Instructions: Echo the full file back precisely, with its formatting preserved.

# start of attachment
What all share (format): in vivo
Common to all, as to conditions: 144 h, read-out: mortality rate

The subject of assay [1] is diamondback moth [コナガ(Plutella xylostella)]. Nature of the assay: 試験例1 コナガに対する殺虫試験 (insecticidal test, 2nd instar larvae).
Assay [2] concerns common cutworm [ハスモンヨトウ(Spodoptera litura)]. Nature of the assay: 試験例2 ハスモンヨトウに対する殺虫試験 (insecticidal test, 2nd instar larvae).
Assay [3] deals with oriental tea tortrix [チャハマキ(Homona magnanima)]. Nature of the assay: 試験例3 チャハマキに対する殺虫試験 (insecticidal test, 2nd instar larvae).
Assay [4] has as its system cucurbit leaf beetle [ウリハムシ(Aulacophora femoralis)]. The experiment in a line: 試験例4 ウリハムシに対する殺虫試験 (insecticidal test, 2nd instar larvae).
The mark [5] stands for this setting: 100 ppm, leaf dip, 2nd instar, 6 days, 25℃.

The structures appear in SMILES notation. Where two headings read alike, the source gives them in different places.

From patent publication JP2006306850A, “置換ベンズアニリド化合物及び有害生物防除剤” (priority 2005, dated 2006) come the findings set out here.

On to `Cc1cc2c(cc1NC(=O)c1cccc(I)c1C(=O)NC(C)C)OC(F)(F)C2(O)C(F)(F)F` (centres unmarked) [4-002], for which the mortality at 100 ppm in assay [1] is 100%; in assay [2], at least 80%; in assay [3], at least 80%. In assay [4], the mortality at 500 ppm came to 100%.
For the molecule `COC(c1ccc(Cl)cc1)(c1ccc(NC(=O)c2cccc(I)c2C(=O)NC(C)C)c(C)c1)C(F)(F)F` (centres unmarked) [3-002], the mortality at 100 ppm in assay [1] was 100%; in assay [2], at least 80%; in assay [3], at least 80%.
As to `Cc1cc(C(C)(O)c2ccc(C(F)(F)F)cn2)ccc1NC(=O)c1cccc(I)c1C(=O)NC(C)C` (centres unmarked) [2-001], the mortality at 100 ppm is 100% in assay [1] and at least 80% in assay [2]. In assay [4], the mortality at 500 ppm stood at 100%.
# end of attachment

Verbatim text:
What all share (format): in vivo
Common to all, as to conditions: 144 h, read-out: mortality rate

The subject of assay [1] is diamondback moth [コナガ(Plutella xylostella)]. Nature of the assay: 試験例1 コナガに対する殺虫試験 (insecticidal test, 2nd instar larvae).
Assay [2] concerns common cutworm [ハスモンヨトウ(Spodoptera litura)]. Nature of the assay: 試験例2 ハスモンヨトウに対する殺虫試験 (insecticidal test, 2nd instar larvae).
Assay [3] deals with oriental tea tortrix [チャハマキ(Homona magnanima)]. Nature of the assay: 試験例3 チャハマキに対する殺虫試験 (insecticidal test, 2nd instar larvae).
Assay [4] has as its system cucurbit leaf beetle [ウリハムシ(Aulacophora femoralis)]. The experiment in a line: 試験例4 ウリハムシに対する殺虫試験 (insecticidal test, 2nd instar larvae).
The mark [5] stands for this setting: 100 ppm, leaf dip, 2nd instar, 6 days, 25℃.

The structures appear in SMILES notation. Where two headings read alike, the source gives them in different places.

From patent publication JP2006306850A, “置換ベンズアニリド化合物及び有害生物防除剤” (priority 2005, dated 2006) come the findings set out here.

On to `Cc1cc2c(cc1NC(=O)c1cccc(I)c1C(=O)NC(C)C)OC(F)(F)C2(O)C(F)(F)F` (centres unmarked) [4-002], for which the mortality at 100 ppm in assay [1] is 100%; in assay [2], at least 80%; in assay [3], at least 80%. In assay [4], the mortality at 500 ppm came to 100%.
For the molecule `COC(c1ccc(Cl)cc1)(c1ccc(NC(=O)c2cccc(I)c2C(=O)NC(C)C)c(C)c1)C(F)(F)F` (centres unmarked) [3-002], the mortality at 100 ppm in assay [1] was 100%; in assay [2], at least 80%; in assay [3], at least 80%.
As to `Cc1cc(C(C)(O)c2ccc(C(F)(F)F)cn2)ccc1NC(=O)c1cccc(I)c1C(=O)NC(C)C` (centres unmarked) [2-001], the mortality at 100 ppm is 100% in assay [1] and at least 80% in assay [2]. In assay [4], the mortality at 500 ppm stood at 100%.